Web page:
Astronauts will grow crystals in outer space, hoping to improve how the process works back here on Earth and ultimately develop better drugs..

This is a crystal formation within a 50 millimeter loop. Due to the unique environment microgravity provides, crystal formation has been taking place even before humans moved there. Image credits: NASA.

Proteins play a key role in human health, helping the body protect, regulate, and repair itself. However, determining their structure is still a very difficult job in many cases. Most proteins are too small be studied even under a microscope and must be crystallized in order to determine their 3-D structures. It’s only after that their interaction with other compounds can be understood and drug developers can develop a specific drug to affect the protein in the desired way — this is called drug design. Researchers have known for a while that crystals grown in space have fewer imperfections than those on Earth, though it’s not clear why this happens. Therefore, NASA has announced two experiments that will be carried out on the ISS to help improve drug design.

Rate of Growth – LMM Biophysics 1

The leading theory regarding space crystals (which totally sounds like a hardcore drug) is that they are higher quality because they grow slower in microgravity due to a lack of buoyancy-induced convection. Basically, the only way these protein molecules move around and create imperfections is through random diffusion, a process which is much faster in the presence of gravity.

“When you purify proteins to grow crystals, the protein molecules tend to stick to each other in a random fashion,” said Lawrence DeLucas, LMM Biophysics 1 primary investigator. “These protein aggregates can then incorporate into the growing crystals causing defects, disturbing the protein alignment, which then reduces the crystal’s X-ray diffraction quality.”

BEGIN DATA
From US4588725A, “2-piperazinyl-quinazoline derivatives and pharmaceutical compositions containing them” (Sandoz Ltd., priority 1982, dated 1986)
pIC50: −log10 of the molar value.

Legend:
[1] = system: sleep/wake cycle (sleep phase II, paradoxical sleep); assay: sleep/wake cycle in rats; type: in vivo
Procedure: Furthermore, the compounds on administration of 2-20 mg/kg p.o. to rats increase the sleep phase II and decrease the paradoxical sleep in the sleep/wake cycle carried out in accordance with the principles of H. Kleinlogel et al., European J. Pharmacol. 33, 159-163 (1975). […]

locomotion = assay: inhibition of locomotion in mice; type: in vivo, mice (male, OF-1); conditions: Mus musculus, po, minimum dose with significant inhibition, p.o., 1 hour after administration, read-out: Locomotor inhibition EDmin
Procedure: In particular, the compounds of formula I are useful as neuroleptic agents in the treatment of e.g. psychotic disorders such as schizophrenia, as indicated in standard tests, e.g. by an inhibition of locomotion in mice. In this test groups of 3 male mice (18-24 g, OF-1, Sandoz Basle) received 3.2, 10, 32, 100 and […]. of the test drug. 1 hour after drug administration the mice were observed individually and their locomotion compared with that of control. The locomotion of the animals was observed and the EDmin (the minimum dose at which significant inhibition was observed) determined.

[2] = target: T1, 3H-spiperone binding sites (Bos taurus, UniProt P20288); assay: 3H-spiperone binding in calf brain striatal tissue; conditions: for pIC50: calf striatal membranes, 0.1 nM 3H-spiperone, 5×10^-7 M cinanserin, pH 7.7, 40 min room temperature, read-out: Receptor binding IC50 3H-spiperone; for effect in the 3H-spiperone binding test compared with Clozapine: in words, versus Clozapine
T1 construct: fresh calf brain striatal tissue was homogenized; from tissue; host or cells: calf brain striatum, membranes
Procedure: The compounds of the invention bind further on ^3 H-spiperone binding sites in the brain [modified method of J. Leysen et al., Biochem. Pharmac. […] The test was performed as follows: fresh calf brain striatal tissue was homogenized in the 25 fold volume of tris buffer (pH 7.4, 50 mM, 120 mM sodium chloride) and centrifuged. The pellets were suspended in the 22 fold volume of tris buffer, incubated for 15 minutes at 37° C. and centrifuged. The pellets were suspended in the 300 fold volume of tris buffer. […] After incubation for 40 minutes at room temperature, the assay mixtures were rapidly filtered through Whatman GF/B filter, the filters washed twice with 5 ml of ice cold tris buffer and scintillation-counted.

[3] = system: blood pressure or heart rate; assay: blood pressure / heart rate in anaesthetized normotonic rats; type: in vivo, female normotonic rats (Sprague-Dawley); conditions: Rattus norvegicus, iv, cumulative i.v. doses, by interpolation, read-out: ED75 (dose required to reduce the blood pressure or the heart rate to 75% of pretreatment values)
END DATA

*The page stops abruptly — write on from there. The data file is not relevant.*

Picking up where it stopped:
This is a Lysozyme Crystal formation as seen under a light microscope. Crystals grown in microgravity typically reflect fewer imperfections, making them more ideal for drug development and other research. Image credits: NASA.

But there’s another theory, which has been much less explored, is that a higher level of purity can be achieved in space. Basically, you could create a crystal with would consist entirely of the proteins you want.

The LMM Biophysics 1 will put these two theories to the test to see which one holds true — or who knows, maybe there’s an entirely different explanation we’re missing right now. If we know why the space crystals are purer, maybe we could replicate that process on Earth, leading to improved drug design.

Crystal Types – LMM Biophysics 3

While LMM Biophysics 1 will analyze why crystals from space are better, LMM Biophysics 3 will try to analyze which crystals benefit most from this environment. Research has shown that some crystals are more stubborn, and have the same quality in microgravity and on Earth. The degree of improvement can also be very important for drug design.

“Some proteins are like building blocks,” said Edward Snell, LMM Biophysics 3 primary investigator. “It’s very easy to stack them. Those are the ones that won’t benefit from microgravity. Others are like jelly beans. When you try and build a nice array of them on the ground, they want to roll away and not be ordered. Those are the ones that benefit from microgravity. What we’re trying to do is distinguish the blocks from the jelly beans.”

Ultimately, this will help researchers and commercial companies bring better drugs faster to the market. If someone would ask “Why should we have a space station in the first place?” and you’d say “To design better drugs,” people would probably laugh in your face. But it’s important to note that the benefits and advancements that the ISS provides are far reaching and sometimes hard to predict.

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